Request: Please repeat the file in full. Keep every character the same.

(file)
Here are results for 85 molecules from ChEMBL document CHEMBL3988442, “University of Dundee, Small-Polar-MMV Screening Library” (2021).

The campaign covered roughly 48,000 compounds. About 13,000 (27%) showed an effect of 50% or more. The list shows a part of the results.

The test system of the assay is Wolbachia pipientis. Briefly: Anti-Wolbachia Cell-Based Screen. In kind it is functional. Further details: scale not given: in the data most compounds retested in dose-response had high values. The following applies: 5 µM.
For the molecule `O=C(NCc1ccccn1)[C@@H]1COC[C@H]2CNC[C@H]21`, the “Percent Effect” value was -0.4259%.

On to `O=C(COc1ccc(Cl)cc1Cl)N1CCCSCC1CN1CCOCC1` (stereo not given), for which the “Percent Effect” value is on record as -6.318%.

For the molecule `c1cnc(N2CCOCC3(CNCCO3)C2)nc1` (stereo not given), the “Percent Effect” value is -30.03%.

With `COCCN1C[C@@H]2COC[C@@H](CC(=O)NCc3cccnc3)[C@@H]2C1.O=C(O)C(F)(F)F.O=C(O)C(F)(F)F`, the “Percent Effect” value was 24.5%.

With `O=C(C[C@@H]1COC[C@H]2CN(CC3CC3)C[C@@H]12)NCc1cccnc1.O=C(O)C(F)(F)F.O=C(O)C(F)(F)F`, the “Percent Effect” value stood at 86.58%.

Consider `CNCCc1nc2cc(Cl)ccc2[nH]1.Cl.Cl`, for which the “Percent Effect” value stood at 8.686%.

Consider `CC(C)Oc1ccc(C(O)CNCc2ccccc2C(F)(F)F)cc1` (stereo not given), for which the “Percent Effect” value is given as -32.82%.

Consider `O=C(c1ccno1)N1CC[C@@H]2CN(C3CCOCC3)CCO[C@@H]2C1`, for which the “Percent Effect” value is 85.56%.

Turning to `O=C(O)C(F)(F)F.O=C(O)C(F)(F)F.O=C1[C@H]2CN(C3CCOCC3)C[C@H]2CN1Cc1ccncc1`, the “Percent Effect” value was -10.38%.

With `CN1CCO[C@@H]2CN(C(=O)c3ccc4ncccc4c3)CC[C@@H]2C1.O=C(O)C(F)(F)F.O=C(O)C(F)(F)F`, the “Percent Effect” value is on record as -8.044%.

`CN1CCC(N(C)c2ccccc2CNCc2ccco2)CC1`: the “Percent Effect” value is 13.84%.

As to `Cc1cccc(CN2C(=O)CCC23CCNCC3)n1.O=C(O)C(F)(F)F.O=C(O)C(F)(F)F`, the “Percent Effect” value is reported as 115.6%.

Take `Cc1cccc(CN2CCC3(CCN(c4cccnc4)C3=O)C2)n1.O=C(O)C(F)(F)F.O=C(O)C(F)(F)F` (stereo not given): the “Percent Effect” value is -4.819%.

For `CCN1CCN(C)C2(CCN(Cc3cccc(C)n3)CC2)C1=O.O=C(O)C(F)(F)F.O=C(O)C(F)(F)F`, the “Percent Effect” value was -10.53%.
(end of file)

Here are results for 85 molecules from ChEMBL document CHEMBL3988442, “University of Dundee, Small-Polar-MMV Screening Library” (2021).

The campaign covered roughly 48,000 compounds. About 13,000 (27%) showed an effect of 50% or more. The list shows a part of the results.

The test system of the assay is Wolbachia pipientis. Briefly: Anti-Wolbachia Cell-Based Screen. In kind it is functional. Further details: scale not given: in the data most compounds retested in dose-response had high values. The following applies: 5 µM.
For the molecule `O=C(NCc1ccccn1)[C@@H]1COC[C@H]2CNC[C@H]21`, the “Percent Effect” value was -0.4259%.

On to `O=C(COc1ccc(Cl)cc1Cl)N1CCCSCC1CN1CCOCC1` (stereo not given), for which the “Percent Effect” value is on record as -6.318%.

For the molecule `c1cnc(N2CCOCC3(CNCCO3)C2)nc1` (stereo not given), the “Percent Effect” value is -30.03%.

With `COCCN1C[C@@H]2COC[C@@H](CC(=O)NCc3cccnc3)[C@@H]2C1.O=C(O)C(F)(F)F.O=C(O)C(F)(F)F`, the “Percent Effect” value was 24.5%.

With `O=C(C[C@@H]1COC[C@H]2CN(CC3CC3)C[C@@H]12)NCc1cccnc1.O=C(O)C(F)(F)F.O=C(O)C(F)(F)F`, the “Percent Effect” value stood at 86.58%.

Consider `CNCCc1nc2cc(Cl)ccc2[nH]1.Cl.Cl`, for which the “Percent Effect” value stood at 8.686%.

Consider `CC(C)Oc1ccc(C(O)CNCc2ccccc2C(F)(F)F)cc1` (stereo not given), for which the “Percent Effect” value is given as -32.82%.

Consider `O=C(c1ccno1)N1CC[C@@H]2CN(C3CCOCC3)CCO[C@@H]2C1`, for which the “Percent Effect” value is 85.56%.

Turning to `O=C(O)C(F)(F)F.O=C(O)C(F)(F)F.O=C1[C@H]2CN(C3CCOCC3)C[C@H]2CN1Cc1ccncc1`, the “Percent Effect” value was -10.38%.

With `CN1CCO[C@@H]2CN(C(=O)c3ccc4ncccc4c3)CC[C@@H]2C1.O=C(O)C(F)(F)F.O=C(O)C(F)(F)F`, the “Percent Effect” value is on record as -8.044%.

`CN1CCC(N(C)c2ccccc2CNCc2ccco2)CC1`: the “Percent Effect” value is 13.84%.

As to `Cc1cccc(CN2C(=O)CCC23CCNCC3)n1.O=C(O)C(F)(F)F.O=C(O)C(F)(F)F`, the “Percent Effect” value is reported as 115.6%.

Take `Cc1cccc(CN2CCC3(CCN(c4cccnc4)C3=O)C2)n1.O=C(O)C(F)(F)F.O=C(O)C(F)(F)F` (stereo not given): the “Percent Effect” value is -4.819%.

For `CCN1CCN(C)C2(CCN(Cc3cccc(C)n3)CC2)C1=O.O=C(O)C(F)(F)F.O=C(O)C(F)(F)F`, the “Percent Effect” value was -10.53%.